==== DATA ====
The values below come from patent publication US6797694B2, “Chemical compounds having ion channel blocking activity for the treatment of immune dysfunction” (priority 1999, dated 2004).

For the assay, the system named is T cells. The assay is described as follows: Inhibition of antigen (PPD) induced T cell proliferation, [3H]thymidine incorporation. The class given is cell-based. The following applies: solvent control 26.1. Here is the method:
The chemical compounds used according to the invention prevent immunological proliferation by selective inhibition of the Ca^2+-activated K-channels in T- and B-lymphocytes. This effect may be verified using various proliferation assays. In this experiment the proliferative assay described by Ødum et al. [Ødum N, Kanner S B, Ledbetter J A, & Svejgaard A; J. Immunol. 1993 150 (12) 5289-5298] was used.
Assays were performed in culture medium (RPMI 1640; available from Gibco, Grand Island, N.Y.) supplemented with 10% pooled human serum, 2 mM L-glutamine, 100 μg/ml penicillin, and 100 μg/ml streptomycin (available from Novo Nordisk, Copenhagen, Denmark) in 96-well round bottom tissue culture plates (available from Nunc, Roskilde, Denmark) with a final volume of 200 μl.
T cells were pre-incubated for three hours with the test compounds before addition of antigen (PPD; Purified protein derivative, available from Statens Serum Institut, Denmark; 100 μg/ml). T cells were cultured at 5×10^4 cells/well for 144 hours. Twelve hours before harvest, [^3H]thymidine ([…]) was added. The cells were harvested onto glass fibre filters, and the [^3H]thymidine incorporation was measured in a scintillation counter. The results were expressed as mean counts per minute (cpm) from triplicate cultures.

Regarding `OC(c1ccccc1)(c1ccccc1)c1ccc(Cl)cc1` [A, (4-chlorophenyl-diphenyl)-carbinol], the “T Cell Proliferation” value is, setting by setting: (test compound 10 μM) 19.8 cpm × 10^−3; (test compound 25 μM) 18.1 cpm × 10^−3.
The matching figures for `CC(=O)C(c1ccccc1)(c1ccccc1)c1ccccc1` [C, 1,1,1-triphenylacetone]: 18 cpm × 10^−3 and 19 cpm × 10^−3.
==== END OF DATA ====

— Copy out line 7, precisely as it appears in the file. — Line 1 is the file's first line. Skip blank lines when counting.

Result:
The matching figures for `CC(=O)C(c1ccccc1)(c1ccccc1)c1ccccc1` [C, 1,1,1-triphenylacetone]: 18 cpm × 10^−3 and 19 cpm × 10^−3.